Turkish lira extends rout as central bank signals no hardening of policy

Turkey’s lira hit a fresh record low on Wednesday after the central bank failed to convince investors that it was prepared to take the measures necessary to reverse a nine-week sell-off, the longest since 1999.

The lira dropped to as low as 8.3224 per dollar in Istanbul, taking losses this year to almost 29 percent. It traded down 1 percent at 8.2669 per dollar in late afternoon local time.

Raising memories of central bank inaction during a currency crisis in 2018, Central Bank Governor Murat Uysal said he expected pressure on the lira to ease and that the bank stood ready to tighten monetary policy when needed.

“Uysal speaks and the lira continues to weaken, now through 8.25. The question is at what level is the central bank going to actually do something? 8.50? 9? 10?” said Tim Ash, senior emerging markets strategist at BlueBay Asset Management in London.

The governor was speaking to reporters less than a week after the central bank elected to leave the benchmark interest rate unchanged at 10.25 percent at a monthly meeting. Nearly every economist following Turkey had expected a hike. Instead, the bank decided to tighten monetary policy through a so-called “interest rate corridor” within which it lends at multiple rates of interest.

Quizzed about the lira’s losses against the dollar, Uysal said that the central bank did not have a target level for the currency. The bank’s “tight monetary policy stance” would continue, while pressure on the lira was expected to ease going forward, he said.

murat uysal
Turkish Central Bank Governor Murat Uysal

The central bank has spent tens of billions of dollars of its foreign exchange reserves this year to help prop up the lira. But despite a rate hike in September, it has kept the benchmark interest rate at below annual inflation, which stands at 11.8 percent, offering investors and bank deposit holders little incentive to keep the currency.

Uysal said that state-run banks would continue to be active in the currency markets. The central bank has engaged in cross-currency swaps with the lenders to intervene in the market indirectly, leaving its net reserves of foreign currency in negative territory when subtracting its liabilities.

Durmuş Yılmaz, who ran the central bank between 2006 and 2011, warned earlier on Wednesday that the lira was set to fall further in a possible repeat of a financial crisis in 2001. Yılmaz is credited with helping to slow Turkey’s historically high inflation to record lows through hikes to the benchmark rate,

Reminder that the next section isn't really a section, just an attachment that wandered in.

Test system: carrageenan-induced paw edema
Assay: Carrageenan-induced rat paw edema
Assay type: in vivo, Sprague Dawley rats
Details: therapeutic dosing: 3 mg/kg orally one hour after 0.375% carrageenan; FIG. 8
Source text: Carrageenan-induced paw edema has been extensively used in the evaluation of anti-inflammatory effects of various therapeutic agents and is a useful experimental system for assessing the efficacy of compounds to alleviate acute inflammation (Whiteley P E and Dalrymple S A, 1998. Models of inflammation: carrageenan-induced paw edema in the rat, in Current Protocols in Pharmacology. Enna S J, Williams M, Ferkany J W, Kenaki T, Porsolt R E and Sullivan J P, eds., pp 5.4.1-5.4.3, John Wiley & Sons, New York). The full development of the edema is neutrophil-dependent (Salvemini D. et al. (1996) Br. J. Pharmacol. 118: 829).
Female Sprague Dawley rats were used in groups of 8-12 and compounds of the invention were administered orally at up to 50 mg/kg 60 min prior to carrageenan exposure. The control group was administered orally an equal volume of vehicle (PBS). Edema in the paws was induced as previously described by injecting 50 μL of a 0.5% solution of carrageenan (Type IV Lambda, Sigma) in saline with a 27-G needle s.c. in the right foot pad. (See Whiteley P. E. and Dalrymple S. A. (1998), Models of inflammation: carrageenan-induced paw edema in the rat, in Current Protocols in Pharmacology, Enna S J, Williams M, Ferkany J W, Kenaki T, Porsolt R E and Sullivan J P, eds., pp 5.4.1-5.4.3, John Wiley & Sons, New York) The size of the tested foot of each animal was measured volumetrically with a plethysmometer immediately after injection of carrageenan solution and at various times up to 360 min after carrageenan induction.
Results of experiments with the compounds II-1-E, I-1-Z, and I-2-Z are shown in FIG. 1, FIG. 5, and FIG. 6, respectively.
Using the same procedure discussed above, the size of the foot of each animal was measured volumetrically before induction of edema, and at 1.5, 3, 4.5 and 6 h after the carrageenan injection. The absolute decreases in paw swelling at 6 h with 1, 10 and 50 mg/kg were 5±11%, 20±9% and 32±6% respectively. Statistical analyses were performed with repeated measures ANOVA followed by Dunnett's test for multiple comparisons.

Turkey was forced into a $19 billion International Monetary Fund loan rescue in May 2001 and to start selling off companies cheaply to foreigners and their local partners. The fallout from that turmoil helped Turkish President Recep Tayyip Erdoğan’s governing Justice and Development Party (AKP) win general elections the following year when annual inflation stood at around 30 percent.

Erdoğan has ruled out a return to the IMF. His son-in-law, Treasury and Finance Minister Berat Albayrak, told representatives of foreign companies on Tuesday that the government was seeking a “competitive lira” to help Turkish firms export more goods. He also said he expected a fresh wave of foreign investment into the country to help bolster the economy, which he said was recovering strongly from the negative impact of the COVID-19 pandemic.

Yılmaz, who is now a senior member of an opposition party, said Albyrak’s prediction, if true, would likely amount to a bargain-basement sale of Turkish firms because the lira would continue to tumble.

The central bank has kept interest rates low, instead electing to sell foreign currency to support the lira, partly because Erdoğan says that higher borrowing costs are inflationary, a stance that jars with conventional economic wisdom. He sacked Uysal’s predecessor Murat Çetinkaya last July after he failed to cut interest rates to support a lending spree by state-run banks.

Uysal said there was a possibility Turkey’s central bank could sign swap deals with monetary authorities abroad to help bolster its reserves of foreign currency and the lira. He provided no further details.

In May, Turkey’s close regional ally Qatar tripled a swap deal with Ankara to $15 billion to help steady the lira. It had pledged $5 billion in 2018, when the currency crisis ripped through financial markets, provoking a deep economic recession.

“Turkey does not need new FX swap arrangements, it needs proper central bank policy making,” Ash said.

(This story was updated with latest lira price in the second paragraph.)